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Male Orangethroat Darter-Upper Paint Creek Drainage, Ohio  Etheostoma spectabile,Geotagged,Orangethroat darter,United States,Winter Click/tap to enlarge PromotedSpecies introCountry intro

Male Orangethroat Darter-Upper Paint Creek Drainage, Ohio

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    comments (6)

  1. So beautiful!

    Zach, I was wondering if you could tell a bit about your process to photograph these? They remind me a bit of Dante's work:

    103Life in the dark
    Posted 5 months ago
  2. Oh, and also want to use the opportunity to show that you can cross link between images by just pasting the URL of the other image inside a comment or in the photo's description. It will then render as a thumbnail. As an example, in this case you could cross link between the male and female of this species:

    Female Orangethroat Darter-Upper Paint Creek Drainage, Ohio  Etheostoma spectabile,Geotagged,Orangethroat darter,United States,Winter

    You can also post things like lists, tags, users, and youtube/vimeo videos, and these will render into little widgets.
    Posted 5 months ago, modified 5 months ago
    1. Great! Thanks for the explanation! I'm a huge fan of Dantes work, although I can't say i know whether or not the methods he uses are the same as mine. I actually learned how to do this type of photography from Brian Zimmerman, a research associate at the Ohio State University, and a good friend of mine. I assisted him with a good chunk of his new book "A Naturalist Guide to the Fishes of Ohio" while I worked for him for a field season. The methods are pretty straight forward, the challenge is getting the fish to pose the way you want without stressing them too much. I use a small acrylic photo tank to hold the fish, and drape a black towel over the back to create a dark shadow that effectively creates the black background. I gently hold the fish up to the front of the tank with another piece of acrylic, holding it in place with clips. The slight pressure on the fish will naturally make them stand their fins up(usually)...once you get to that point it's just about getting the lighting right and making sure the fish stays where you want it to for the shot. I use programmable flashes that allow me to adjust how much light hits the subject, very important considering some fish reflect alot more light than others. If anyone reading this has any questions, feel free to direct message me. Some useful tips for getting the fish to hold its color while setting up...keep the fish in a black bucket and add a little bit of aquarium salt. This will help keep the fish calm, and keep them from washing out and loosing their color. I also try to shoot my photos at the site of capture as much as possible, so the fish looks as much like it did at the point of capture as possible. In the field I simply build my setup out of the back of my car or on the tailgate of a truck. Hope this is helpful for anyone who wants to photograph ichthyofauna! Posted 5 months ago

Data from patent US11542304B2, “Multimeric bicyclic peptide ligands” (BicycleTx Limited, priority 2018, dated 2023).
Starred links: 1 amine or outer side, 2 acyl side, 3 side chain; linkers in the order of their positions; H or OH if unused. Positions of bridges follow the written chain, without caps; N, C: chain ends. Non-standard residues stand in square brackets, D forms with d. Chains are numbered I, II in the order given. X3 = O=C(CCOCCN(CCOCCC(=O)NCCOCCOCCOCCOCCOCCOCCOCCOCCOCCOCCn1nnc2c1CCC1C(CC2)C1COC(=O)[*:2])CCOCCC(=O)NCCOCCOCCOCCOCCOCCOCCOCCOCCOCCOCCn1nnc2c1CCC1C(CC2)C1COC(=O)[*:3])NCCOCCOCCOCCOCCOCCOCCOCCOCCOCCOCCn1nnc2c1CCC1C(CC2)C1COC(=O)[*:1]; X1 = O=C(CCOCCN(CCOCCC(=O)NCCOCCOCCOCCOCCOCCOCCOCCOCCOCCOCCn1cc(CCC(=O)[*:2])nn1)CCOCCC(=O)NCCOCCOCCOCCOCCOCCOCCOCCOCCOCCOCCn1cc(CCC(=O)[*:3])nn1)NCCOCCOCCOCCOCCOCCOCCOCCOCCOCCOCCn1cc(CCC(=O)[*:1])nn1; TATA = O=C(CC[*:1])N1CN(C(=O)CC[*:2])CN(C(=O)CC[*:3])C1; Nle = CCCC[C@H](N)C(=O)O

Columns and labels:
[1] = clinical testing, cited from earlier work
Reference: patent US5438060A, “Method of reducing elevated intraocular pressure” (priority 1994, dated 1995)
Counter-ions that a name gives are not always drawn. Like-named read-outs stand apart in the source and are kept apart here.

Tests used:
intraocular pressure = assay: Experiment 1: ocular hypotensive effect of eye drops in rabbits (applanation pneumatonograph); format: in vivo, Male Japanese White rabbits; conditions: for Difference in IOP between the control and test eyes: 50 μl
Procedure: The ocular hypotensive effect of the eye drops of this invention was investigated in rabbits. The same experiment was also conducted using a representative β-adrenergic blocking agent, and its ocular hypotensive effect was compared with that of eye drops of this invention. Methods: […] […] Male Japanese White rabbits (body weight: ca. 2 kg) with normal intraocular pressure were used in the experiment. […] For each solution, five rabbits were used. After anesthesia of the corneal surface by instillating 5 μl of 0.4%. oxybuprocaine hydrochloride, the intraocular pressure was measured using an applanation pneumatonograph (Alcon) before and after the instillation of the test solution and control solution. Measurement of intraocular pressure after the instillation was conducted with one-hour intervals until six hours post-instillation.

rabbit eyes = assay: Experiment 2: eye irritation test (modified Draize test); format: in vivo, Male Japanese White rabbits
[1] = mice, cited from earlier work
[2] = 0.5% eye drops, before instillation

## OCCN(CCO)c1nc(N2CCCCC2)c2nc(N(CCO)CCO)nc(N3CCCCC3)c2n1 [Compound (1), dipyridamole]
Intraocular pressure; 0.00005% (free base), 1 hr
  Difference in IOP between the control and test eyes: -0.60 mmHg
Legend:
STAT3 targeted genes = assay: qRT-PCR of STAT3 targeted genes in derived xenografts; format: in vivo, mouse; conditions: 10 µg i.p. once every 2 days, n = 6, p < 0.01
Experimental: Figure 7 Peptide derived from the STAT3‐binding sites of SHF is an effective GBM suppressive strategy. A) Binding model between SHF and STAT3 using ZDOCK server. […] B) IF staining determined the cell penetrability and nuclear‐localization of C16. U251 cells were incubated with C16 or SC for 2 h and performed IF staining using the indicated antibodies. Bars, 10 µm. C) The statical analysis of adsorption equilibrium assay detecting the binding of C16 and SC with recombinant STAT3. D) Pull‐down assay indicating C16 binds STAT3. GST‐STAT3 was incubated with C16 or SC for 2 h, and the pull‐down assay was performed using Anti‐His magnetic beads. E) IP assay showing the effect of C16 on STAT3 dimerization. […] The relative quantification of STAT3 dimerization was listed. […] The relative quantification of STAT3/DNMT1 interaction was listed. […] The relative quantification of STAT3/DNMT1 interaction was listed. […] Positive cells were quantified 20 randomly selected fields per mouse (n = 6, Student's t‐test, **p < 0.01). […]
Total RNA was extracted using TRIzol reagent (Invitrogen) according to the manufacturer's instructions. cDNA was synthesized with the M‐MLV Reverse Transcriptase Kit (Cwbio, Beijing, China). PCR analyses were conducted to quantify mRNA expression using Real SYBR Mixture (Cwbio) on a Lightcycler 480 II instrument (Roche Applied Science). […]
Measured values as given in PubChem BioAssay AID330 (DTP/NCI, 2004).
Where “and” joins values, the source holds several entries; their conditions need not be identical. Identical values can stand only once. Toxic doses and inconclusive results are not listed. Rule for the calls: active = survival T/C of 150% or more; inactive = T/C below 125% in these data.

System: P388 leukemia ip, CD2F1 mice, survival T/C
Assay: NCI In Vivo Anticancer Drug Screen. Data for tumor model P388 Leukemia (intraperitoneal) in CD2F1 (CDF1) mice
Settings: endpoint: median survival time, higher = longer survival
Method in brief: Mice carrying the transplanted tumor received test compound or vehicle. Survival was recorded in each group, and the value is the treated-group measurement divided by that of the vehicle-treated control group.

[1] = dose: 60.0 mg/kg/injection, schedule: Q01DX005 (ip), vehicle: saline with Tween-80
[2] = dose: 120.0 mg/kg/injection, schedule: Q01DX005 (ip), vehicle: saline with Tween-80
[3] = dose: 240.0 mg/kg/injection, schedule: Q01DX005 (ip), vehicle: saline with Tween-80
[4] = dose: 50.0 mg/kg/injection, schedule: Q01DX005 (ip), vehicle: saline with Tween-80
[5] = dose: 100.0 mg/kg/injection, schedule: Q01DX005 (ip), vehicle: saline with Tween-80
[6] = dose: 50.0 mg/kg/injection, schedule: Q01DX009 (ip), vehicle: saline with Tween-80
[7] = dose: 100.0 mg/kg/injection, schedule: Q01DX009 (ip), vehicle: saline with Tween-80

1. Thanks, Zach, that's super helpful! Sounds like a very involved process that requires lots of dedication. The results show it!

        And what about before/after. How are the fish captured? And do they get released afterwards?
        Posted 5 months ago
        1. Most often the capture method is either a seine or a dipnet, the dimensions of the seine net depend on what is legal to use in a given state. For Ohio and KY I usually use an 8' x 4' seine to capture the fish, sometimes solo and sometimes with a helping hand. I usually release most fish right after taking the photograph, unless it's a particular species I'm interested in keeping for my native aquarium(of course certain species are off limits to keep due to their status). If the fish is to be released, its put right back where it was captured. Posted 5 months ago, modified 5 months ago
          1. Thanks once again, Zach. Sounds like an ethical process! Posted 5 months ago

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The orangethroat darter is a species of darter endemic to the central and eastern United States where it is native to parts of the Mississippi River Basin and Lake Erie Basin. Its typical habitat includes shallow gravel riffles in cooler streams and rocky runs and pools in headwaters, creeks, and small rivers, with sand, gravel, rubble, or rock substrates. It forages on the bottom for the aquatic larvae of midges, blackfly, mayfly and caddisfly, as well as isopods and amphipods. Spawning takes place.. more

Similar species: Perch-like Fishes
Species identified by Zach Alley
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By Zach Alley

All rights reserved
Uploaded Feb 13, 2019. Captured Jan 1, 2019 07:52 in 3199 Co Hwy 17, London, OH 43140, USA.
  • Canon EOS REBEL T5
  • f/8.0
  • 1/200s
  • ISO100
  • 60mm